No More Surprise NYPD Robots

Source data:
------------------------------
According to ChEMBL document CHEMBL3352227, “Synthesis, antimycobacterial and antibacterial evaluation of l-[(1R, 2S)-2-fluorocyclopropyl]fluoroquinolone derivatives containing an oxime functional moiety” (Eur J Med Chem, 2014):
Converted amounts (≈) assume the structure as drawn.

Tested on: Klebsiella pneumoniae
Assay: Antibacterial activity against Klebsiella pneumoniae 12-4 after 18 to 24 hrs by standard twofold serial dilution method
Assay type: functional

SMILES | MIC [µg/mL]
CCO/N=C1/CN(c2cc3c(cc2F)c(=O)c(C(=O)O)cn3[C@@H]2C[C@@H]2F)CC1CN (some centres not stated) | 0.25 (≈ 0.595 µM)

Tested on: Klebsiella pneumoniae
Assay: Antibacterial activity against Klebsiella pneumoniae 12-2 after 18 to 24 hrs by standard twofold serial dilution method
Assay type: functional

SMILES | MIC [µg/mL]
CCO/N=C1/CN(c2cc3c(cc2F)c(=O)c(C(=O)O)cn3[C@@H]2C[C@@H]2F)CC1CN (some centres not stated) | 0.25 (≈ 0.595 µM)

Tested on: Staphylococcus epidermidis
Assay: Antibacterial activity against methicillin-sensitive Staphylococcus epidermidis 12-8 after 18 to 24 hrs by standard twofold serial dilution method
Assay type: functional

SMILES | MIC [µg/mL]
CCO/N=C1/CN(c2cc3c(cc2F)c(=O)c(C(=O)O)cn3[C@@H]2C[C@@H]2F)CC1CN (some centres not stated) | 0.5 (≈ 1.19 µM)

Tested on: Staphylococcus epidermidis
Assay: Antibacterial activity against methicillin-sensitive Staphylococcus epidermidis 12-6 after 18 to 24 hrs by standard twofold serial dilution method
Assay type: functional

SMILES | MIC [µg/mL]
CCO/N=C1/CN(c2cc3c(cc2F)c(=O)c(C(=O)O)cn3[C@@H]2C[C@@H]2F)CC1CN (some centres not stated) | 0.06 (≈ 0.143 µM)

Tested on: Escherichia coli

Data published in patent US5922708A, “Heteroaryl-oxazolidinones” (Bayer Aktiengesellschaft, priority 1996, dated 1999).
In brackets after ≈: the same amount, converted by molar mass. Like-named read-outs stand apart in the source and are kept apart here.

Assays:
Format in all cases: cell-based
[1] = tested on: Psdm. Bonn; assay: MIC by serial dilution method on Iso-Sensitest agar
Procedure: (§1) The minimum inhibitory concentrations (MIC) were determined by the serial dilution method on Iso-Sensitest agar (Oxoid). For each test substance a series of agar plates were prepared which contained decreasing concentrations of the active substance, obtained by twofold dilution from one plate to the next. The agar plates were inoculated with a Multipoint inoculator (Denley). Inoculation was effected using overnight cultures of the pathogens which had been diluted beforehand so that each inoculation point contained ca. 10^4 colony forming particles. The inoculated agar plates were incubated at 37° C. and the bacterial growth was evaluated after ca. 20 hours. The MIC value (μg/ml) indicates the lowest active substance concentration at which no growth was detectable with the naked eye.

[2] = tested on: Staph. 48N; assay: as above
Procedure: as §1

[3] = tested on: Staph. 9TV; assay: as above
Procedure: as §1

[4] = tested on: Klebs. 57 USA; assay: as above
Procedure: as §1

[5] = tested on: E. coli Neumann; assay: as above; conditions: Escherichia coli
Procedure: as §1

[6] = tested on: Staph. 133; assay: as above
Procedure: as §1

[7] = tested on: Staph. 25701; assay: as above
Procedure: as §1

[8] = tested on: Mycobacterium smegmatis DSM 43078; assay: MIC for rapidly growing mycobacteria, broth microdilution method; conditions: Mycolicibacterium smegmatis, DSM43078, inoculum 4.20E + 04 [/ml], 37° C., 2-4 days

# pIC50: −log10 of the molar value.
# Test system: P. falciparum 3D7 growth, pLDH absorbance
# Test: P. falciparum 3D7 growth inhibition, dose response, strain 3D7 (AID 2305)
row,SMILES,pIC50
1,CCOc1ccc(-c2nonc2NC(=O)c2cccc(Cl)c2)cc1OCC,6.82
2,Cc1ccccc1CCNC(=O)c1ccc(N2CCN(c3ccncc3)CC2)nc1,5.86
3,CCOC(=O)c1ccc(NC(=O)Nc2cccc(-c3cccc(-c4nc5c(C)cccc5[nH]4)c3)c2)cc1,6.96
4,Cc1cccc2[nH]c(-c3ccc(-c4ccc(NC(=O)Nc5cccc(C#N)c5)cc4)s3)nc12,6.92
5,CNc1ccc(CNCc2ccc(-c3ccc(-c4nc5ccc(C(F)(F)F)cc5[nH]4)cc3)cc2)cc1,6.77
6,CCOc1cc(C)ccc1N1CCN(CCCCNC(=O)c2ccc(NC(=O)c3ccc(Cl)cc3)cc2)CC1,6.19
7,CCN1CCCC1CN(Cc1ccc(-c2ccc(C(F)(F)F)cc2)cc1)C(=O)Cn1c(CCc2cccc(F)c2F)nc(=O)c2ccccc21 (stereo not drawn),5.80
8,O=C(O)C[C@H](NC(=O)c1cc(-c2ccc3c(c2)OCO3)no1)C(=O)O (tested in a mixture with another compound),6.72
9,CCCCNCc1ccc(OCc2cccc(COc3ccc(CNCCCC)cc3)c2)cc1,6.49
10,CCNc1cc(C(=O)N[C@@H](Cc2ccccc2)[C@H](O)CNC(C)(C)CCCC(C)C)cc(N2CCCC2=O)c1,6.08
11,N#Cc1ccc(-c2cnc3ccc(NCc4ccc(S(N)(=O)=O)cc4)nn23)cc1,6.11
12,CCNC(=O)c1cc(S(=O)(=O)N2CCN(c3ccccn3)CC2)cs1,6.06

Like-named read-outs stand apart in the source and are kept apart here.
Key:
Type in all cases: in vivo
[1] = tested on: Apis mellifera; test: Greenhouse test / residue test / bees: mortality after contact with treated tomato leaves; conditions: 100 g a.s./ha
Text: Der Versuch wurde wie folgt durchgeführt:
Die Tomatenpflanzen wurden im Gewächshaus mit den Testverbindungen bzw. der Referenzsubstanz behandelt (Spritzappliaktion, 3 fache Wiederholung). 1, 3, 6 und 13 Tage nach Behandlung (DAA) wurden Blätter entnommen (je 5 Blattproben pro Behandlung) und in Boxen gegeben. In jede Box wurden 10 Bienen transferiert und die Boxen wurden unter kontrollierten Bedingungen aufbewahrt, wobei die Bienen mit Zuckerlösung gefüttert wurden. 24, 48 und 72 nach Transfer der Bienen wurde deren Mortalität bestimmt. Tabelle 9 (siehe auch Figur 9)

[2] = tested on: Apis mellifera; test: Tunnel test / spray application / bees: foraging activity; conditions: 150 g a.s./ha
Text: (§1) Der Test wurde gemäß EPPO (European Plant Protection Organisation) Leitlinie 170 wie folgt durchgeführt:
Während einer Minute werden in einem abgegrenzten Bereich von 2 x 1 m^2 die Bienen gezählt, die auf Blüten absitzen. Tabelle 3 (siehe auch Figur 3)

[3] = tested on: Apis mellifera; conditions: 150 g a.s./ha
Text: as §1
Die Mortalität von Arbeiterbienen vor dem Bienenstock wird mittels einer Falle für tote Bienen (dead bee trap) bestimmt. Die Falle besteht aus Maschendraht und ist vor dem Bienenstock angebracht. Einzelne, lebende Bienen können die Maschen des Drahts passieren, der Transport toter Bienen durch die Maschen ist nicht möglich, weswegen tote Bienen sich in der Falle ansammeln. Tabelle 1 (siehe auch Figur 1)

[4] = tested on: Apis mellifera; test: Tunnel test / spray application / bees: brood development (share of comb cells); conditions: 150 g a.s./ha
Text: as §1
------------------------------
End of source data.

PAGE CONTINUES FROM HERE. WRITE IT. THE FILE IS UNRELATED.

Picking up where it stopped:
Corinne Worthington is the Research Manager at the Surveillance Technology Oversight Project (S.T.O.P.). Aaron Greenberg is a Research Intern at the S.T.O.P. and a graduate student in the bioethics program at Harvard Medical School. NYPD press announcement in Times Square, April 11, 2023. Source If your police department could spy on your backyard using drones, wouldn’t you want to know? What if it could track you in the subway using robots, or tag your car with a GPS locator? Isn’t it important to know how your police force can monitor you?  As it turns out, the New York City Police Department (NYPD) already can—and does—do all these things. And in fact, there’s a law called the Public Oversight of Surveillance Technology (POST) Act that requires the NYPD to tell you about how it employs surveillance technologies. If you haven’t heard of those capabilities, there’s a reason: the NYPD has so far failed miserably to comply with the POST Act’s requirements.   With the NYPD’s history of shady practices and spending when it comes to spyware, the POST Act was supposed to provide public transparency regarding how New Yorkers were being surveilled and who had access to the data. By demanding policies for technology usage and data-sharing, as well as impact assessments, the law was intended to hold the NYPD to a standard of justice commensurate with the power of wielding such intrusive tools. Unfortunately, but unsurprisingly, in the three years since the POST Act was passed, the NYPD has both failed…No More Surprise NYPD Robots